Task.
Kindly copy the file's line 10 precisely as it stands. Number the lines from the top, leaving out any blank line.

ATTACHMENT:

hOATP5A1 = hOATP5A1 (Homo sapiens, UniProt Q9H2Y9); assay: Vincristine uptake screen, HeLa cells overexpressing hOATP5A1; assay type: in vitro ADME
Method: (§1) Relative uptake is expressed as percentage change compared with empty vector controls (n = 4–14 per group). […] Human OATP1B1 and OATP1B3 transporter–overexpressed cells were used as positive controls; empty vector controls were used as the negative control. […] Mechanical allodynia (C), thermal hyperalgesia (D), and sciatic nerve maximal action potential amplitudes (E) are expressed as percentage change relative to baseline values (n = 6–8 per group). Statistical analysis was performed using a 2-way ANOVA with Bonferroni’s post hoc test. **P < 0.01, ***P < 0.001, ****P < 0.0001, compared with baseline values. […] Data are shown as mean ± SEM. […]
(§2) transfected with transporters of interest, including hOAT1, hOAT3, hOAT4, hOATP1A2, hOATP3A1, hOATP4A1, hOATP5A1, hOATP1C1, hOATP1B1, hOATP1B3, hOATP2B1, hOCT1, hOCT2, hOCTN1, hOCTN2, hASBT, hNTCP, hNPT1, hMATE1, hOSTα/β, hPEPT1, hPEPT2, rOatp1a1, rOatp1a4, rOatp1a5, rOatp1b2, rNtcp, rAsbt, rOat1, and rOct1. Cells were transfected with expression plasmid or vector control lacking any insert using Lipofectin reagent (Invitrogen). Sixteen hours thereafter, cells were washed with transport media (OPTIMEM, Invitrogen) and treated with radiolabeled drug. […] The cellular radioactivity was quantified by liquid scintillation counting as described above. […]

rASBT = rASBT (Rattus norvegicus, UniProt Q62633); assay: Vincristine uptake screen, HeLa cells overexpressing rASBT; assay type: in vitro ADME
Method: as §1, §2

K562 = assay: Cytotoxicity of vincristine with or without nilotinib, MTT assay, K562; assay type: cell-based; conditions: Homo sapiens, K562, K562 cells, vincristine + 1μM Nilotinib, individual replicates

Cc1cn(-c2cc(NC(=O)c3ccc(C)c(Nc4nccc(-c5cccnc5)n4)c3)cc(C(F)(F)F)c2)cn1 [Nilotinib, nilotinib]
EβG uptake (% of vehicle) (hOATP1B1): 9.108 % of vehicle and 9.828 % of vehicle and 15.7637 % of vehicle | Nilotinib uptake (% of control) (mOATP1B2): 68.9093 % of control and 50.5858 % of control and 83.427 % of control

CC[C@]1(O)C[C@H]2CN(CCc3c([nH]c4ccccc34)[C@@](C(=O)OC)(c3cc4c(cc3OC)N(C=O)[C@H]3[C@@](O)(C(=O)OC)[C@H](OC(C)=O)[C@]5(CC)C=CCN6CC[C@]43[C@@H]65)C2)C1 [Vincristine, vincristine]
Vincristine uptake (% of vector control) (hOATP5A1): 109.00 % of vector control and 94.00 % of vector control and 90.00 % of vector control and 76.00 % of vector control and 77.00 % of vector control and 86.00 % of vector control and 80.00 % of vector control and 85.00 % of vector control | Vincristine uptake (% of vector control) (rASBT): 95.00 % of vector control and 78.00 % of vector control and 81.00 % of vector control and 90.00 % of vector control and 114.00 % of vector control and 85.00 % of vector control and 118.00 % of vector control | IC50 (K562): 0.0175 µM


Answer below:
Vincristine uptake (% of vector control) (hOATP5A1): 109.00 % of vector control and 94.00 % of vector control and 90.00 % of vector control and 76.00 % of vector control and 77.00 % of vector control and 86.00 % of vector control and 80.00 % of vector control and 85.00 % of vector control | Vincristine uptake (% of vector control) (rASBT): 95.00 % of vector control and 78.00 % of vector control and 81.00 % of vector control and 90.00 % of vector control and 114.00 % of vector control and 85.00 % of vector control and 118.00 % of vector control | IC50 (K562): 0.0175 µM